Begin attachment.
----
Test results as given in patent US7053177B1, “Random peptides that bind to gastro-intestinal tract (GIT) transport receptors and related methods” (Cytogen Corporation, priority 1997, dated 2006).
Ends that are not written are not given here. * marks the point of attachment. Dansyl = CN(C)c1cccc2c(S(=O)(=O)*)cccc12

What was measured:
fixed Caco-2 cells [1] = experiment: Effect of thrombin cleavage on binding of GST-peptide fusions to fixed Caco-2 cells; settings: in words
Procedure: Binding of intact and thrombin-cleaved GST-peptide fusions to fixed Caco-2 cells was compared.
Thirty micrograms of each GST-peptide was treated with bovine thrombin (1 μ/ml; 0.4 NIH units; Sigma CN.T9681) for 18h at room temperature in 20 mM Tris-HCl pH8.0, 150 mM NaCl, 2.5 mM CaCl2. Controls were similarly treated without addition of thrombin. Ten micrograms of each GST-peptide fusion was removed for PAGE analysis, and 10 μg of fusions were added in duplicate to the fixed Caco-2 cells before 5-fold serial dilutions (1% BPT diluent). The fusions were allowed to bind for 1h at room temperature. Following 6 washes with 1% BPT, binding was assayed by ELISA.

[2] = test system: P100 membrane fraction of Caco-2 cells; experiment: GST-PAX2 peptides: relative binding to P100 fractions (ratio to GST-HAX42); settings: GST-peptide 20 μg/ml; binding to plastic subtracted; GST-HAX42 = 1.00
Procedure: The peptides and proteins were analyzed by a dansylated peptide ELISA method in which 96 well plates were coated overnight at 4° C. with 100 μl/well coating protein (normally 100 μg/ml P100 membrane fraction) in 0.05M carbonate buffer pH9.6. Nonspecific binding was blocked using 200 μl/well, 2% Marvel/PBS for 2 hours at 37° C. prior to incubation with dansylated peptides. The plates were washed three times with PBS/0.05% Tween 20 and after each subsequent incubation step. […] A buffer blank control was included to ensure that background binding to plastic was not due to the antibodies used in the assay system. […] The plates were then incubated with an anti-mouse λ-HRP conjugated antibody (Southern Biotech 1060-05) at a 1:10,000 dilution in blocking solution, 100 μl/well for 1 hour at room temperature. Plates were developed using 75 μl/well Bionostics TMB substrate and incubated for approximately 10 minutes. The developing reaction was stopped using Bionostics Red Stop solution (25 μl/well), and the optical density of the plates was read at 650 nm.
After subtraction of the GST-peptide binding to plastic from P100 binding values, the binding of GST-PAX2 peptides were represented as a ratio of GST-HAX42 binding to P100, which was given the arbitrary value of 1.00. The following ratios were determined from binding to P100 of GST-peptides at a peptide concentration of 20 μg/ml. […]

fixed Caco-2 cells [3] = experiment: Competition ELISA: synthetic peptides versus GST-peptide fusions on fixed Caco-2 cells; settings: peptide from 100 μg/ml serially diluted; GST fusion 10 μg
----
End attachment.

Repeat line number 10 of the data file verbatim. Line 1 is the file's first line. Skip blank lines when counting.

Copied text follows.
fixed Caco-2 cells [3] = experiment: Competition ELISA: synthetic peptides versus GST-peptide fusions on fixed Caco-2 cells; settings: peptide from 100 μg/ml serially diluted; GST fusion 10 μg